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Palliative care experts say euthanasia goes against core belief that death and dying are ‘natural part of life’

by Hawke’s Bay Today, 19 May 2018

We don’t talk enough about dying and we need to change that. We think it would help if people knew a bit more about the actual process of dying and what to expect
We suspect a lot of the current debate is fueled by fear of the unknown, and a lack of information about what care is available and what actually happens when someone dies.

“In our experience a good safe death is peaceful, dignified and a natural process.

“People advocating for a law change talk about choice, compassion, and dignity, as if euthanasia were the only way to achieve these things. But these are the founding tenets of Hospice services: you can have choice, compassion, and dignity at the end of your life, and you don’t have to kill yourself for them, or have someone kill you to achieve this.”

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Landmark Canadian court case proves euthanasia safeguards aren’t there

20 March 2018

“The current landmark court case in Canada again reinforces the fact that laws legalising euthanasia cannot provide safeguards that work,” says Dr Peter Thirkell, Care Alliance Secretary.

Roger Foley has cerebellar ataxia, a terminal and incurable severe brain disorder that limits movement and leaves him unable to perform basic tasks independently. He wants to be able to live at home, but has instead been offered only two options: a forced discharge from hospital or medically assisted death. Because of this, Mr Foley is suing the hospital, several health agencies, and the attorneys general of Ontario and Canada.

“The Canadians haven’t had their law for very long and yet already we can see that the idea of choice is a myth – real choices are not available for patients to be assisted to live,” says Dr Thirkell. “This is happening in the same country that David Seymour calls “advanced” with a law that he points to as an example to be followed.”

“Mr Foley’s case highlights the substantial dangers that people with disability and serious chronic and life-limiting medical conditions will face if Mr Seymour’s End of Life Choice Bill is passed.”

Under the End of Life Choice Bill, it is not necessary for a patient to have their basic needs met before seeking euthanasia, and there is no obligation to ensure real alternatives are explored; the patient must simply be “aware” of them.

“The Bill targets people who may have complex health needs, and who rely on our health system for care. We should be providing the highest standard of care and support to live, which meets those needs.”

“True patient-centred care enables the best living possible, personalised to the patient where appropriate medical expertise and care is properly provided. That’s what palliative and hospice care does and that’s why palliative and hospice care should be invested in.”

“Mr Foley wants to live and the irony is that it is the availability of legal euthanasia and assisted suicide that marks for him the end of any choice for life.”

The Care Alliance stands in solidarity with Mr Foley in his action to be assisted to live to, as he says, “build my circle of care that works with me”.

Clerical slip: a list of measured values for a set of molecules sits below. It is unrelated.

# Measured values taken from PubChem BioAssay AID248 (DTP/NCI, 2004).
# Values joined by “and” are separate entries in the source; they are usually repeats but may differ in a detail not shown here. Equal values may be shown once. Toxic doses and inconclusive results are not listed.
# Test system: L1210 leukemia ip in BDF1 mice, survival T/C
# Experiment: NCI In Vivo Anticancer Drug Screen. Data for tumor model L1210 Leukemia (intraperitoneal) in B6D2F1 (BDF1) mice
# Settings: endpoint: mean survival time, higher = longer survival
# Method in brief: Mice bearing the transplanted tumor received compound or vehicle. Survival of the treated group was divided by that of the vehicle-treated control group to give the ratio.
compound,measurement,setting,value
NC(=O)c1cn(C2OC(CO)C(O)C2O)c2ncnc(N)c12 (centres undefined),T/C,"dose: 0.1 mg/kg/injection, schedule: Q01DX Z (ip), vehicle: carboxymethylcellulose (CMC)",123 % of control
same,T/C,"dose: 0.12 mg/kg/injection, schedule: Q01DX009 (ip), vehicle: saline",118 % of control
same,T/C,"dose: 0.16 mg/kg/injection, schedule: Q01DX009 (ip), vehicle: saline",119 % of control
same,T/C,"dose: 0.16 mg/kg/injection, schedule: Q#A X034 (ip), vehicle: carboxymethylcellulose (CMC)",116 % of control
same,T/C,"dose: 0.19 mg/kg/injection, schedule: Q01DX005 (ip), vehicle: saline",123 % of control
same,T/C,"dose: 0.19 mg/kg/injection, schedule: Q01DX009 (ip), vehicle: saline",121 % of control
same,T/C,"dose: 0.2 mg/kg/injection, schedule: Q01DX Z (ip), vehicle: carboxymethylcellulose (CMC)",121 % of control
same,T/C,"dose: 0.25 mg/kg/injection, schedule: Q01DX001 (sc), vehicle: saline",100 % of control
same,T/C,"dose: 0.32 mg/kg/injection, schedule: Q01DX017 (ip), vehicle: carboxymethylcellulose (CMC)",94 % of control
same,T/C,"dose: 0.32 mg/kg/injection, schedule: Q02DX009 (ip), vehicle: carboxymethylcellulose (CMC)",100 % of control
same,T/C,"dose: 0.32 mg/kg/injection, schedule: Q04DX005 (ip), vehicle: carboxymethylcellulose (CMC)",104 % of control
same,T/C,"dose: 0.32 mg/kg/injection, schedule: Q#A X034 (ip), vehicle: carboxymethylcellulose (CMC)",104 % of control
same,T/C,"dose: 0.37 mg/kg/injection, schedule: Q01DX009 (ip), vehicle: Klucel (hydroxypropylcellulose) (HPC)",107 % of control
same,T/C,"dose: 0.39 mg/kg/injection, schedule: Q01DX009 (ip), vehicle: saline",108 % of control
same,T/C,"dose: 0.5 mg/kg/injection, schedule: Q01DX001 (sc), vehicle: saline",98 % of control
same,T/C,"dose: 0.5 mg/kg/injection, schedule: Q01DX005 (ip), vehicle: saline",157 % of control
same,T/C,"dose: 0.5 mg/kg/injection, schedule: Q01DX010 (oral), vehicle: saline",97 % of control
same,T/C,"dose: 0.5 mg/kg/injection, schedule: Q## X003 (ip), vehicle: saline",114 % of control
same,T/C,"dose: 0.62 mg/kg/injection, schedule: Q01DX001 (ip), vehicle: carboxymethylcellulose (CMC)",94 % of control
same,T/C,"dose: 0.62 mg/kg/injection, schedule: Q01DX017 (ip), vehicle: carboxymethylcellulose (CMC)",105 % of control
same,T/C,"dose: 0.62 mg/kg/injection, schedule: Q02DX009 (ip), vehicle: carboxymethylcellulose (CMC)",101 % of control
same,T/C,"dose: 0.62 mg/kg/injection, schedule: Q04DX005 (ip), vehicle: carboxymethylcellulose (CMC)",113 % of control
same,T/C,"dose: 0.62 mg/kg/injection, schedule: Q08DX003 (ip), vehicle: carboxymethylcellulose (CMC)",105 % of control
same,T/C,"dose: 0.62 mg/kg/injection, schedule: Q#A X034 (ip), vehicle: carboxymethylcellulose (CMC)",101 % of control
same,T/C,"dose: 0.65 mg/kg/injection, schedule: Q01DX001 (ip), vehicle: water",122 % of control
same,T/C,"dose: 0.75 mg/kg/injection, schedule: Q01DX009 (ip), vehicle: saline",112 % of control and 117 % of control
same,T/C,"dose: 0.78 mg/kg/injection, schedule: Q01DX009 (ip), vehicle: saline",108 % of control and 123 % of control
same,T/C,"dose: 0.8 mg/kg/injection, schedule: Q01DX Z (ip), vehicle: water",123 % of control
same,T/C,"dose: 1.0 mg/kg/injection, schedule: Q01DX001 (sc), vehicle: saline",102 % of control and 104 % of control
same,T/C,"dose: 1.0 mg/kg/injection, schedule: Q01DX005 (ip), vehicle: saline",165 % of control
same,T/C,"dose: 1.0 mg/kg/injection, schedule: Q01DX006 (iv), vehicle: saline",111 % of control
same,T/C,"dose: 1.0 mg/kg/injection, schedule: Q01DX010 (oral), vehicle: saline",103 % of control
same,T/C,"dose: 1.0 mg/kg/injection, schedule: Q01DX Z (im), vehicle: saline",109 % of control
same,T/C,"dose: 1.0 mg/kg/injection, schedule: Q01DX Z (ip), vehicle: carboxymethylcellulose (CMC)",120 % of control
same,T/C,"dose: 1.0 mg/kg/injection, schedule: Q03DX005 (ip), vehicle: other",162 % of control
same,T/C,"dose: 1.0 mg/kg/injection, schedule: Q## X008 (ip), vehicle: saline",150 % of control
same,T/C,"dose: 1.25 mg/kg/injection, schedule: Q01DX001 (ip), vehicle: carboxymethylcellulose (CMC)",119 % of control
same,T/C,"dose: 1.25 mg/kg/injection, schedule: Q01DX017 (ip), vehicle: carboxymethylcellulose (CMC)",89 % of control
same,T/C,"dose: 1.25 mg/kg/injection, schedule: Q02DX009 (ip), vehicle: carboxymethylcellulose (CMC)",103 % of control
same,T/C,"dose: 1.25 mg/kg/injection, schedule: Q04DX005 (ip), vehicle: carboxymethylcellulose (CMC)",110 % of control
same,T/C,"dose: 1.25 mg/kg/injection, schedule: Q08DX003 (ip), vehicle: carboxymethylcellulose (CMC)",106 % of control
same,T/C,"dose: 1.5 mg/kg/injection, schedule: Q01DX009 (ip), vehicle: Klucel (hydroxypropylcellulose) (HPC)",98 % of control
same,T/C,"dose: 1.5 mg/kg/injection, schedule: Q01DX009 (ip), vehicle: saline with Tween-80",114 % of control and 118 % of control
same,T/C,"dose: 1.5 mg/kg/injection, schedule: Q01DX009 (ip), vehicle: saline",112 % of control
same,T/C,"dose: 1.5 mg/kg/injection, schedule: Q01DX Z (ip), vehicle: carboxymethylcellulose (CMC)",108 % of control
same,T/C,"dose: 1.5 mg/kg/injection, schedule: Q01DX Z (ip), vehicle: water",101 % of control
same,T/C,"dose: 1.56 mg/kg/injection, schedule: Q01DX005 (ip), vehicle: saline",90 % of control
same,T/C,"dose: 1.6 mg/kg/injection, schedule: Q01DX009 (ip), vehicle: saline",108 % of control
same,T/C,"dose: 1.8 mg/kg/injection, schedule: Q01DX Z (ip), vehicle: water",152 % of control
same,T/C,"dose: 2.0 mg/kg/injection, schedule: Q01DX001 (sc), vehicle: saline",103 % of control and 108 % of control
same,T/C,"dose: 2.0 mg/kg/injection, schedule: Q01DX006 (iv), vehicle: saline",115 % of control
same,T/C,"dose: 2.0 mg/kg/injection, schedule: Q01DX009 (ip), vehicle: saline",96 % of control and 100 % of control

END

Published at Scoop NZ.

For all media enquires please contact Dr Peter Thirkell, Care Alliance Secretary

secretary@carealliance.org.nz

027 563-5086

 

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The Alarming Trend Of Bullying Hospitals And Hospices Into Assisted Suicide

by Dr Will Johnston, Huffpost, 29 January 2018

Before they got their way in the Canadian Supreme Court, the public posture of euthanasia advocates was one of caution, reassurance and limitation of objectives. After their victory, partisans of the medical killing movement have become impatient with individuals or institutions who want no part in suicide and euthanasia. Activists recommend expanding access to include all the people who were strategically excluded from the plan that had been sold to the public: children, people with chronic nonfatal conditions, the physically disabled, the cognitively disabled, psychiatric patients.

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Palliative care gave me a better quality of life

by Áilín Quinlan, The Irish Examiner, 14 September 2017

“I was in a very dark place at the time, and up to that point, palliative care to me was synonymous with death and dying,” he [Donal Crowley] recalls.

“People think that palliative care is all about dying,” says Ann McAtamney, Assistant Director of Nursing and Palliative Care at Marymount Hospice, who has worked in this area for the past 26 years.

In fact, she says, “it is about helping people live a better quality of life with a life-limiting condition.”

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Shedding New Light On Hospice Care

by Judith Graham, Kaiser Health News, 7 September 2017

“The biggest misperception about hospice is that it’s ‘brink-of-death care,’” said Patricia Mehnert, a longtime hospice nurse and interim chief executive officer of TRU Community Care, the first hospice in Colorado. In fact, hospice care often makes a considerable difference for those with months to live.

“There’s a misconception that you’re going to be medicated to a highly sedated state in hospice,” said Dr. Christopher Kerr, chief executive officer and chief medical officer for Hospice Buffalo Inc. in upstate New York. “The reality is our primary goal is to increase quality wakefulness. Managing these medications is an art and we’re good at it.”

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